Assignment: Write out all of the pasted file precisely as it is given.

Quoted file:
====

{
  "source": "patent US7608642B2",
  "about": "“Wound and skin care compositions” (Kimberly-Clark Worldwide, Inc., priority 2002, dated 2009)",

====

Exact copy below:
{
  "source": "patent US7608642B2",
  "about": "“Wound and skin care compositions” (Kimberly-Clark Worldwide, Inc., priority 2002, dated 2009)",